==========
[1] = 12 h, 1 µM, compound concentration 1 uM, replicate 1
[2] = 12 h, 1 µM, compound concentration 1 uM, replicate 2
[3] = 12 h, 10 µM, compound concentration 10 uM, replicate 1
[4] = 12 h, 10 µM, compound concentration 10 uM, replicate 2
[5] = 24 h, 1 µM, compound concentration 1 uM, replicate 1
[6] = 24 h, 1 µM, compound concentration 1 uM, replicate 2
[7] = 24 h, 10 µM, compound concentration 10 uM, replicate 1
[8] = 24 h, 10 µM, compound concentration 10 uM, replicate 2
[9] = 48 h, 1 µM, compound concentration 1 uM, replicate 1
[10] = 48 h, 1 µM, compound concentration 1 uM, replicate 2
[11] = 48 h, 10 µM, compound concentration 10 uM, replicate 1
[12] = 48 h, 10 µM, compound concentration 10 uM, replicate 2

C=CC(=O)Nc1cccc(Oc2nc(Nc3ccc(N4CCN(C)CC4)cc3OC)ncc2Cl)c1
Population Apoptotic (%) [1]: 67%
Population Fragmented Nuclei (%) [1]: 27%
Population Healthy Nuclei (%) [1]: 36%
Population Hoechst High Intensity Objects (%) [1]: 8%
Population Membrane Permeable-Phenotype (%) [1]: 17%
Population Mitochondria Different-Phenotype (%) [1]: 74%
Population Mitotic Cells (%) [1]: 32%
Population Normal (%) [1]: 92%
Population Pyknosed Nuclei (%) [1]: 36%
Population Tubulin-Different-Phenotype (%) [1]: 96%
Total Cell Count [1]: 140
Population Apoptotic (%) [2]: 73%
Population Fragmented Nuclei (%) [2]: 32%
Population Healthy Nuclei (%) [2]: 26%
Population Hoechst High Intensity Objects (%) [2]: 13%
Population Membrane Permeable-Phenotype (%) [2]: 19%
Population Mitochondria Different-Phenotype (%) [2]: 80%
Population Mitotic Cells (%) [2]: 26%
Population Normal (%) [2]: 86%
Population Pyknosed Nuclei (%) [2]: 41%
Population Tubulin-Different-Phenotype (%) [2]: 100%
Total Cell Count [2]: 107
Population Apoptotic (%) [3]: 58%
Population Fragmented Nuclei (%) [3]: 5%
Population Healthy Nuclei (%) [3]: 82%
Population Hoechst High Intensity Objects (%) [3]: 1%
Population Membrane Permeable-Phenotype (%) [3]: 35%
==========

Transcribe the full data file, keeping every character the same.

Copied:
[1] = 12 h, 1 µM, compound concentration 1 uM, replicate 1
[2] = 12 h, 1 µM, compound concentration 1 uM, replicate 2
[3] = 12 h, 10 µM, compound concentration 10 uM, replicate 1
[4] = 12 h, 10 µM, compound concentration 10 uM, replicate 2
[5] = 24 h, 1 µM, compound concentration 1 uM, replicate 1
[6] = 24 h, 1 µM, compound concentration 1 uM, replicate 2
[7] = 24 h, 10 µM, compound concentration 10 uM, replicate 1
[8] = 24 h, 10 µM, compound concentration 10 uM, replicate 2
[9] = 48 h, 1 µM, compound concentration 1 uM, replicate 1
[10] = 48 h, 1 µM, compound concentration 1 uM, replicate 2
[11] = 48 h, 10 µM, compound concentration 10 uM, replicate 1
[12] = 48 h, 10 µM, compound concentration 10 uM, replicate 2

C=CC(=O)Nc1cccc(Oc2nc(Nc3ccc(N4CCN(C)CC4)cc3OC)ncc2Cl)c1
Population Apoptotic (%) [1]: 67%
Population Fragmented Nuclei (%) [1]: 27%
Population Healthy Nuclei (%) [1]: 36%
Population Hoechst High Intensity Objects (%) [1]: 8%
Population Membrane Permeable-Phenotype (%) [1]: 17%
Population Mitochondria Different-Phenotype (%) [1]: 74%
Population Mitotic Cells (%) [1]: 32%
Population Normal (%) [1]: 92%
Population Pyknosed Nuclei (%) [1]: 36%
Population Tubulin-Different-Phenotype (%) [1]: 96%
Total Cell Count [1]: 140
Population Apoptotic (%) [2]: 73%
Population Fragmented Nuclei (%) [2]: 32%
Population Healthy Nuclei (%) [2]: 26%
Population Hoechst High Intensity Objects (%) [2]: 13%
Population Membrane Permeable-Phenotype (%) [2]: 19%
Population Mitochondria Different-Phenotype (%) [2]: 80%
Population Mitotic Cells (%) [2]: 26%
Population Normal (%) [2]: 86%
Population Pyknosed Nuclei (%) [2]: 41%
Population Tubulin-Different-Phenotype (%) [2]: 100%
Total Cell Count [2]: 107
Population Apoptotic (%) [3]: 58%
Population Fragmented Nuclei (%) [3]: 5%
Population Healthy Nuclei (%) [3]: 82%
Population Hoechst High Intensity Objects (%) [3]: 1%
Population Membrane Permeable-Phenotype (%) [3]: 35%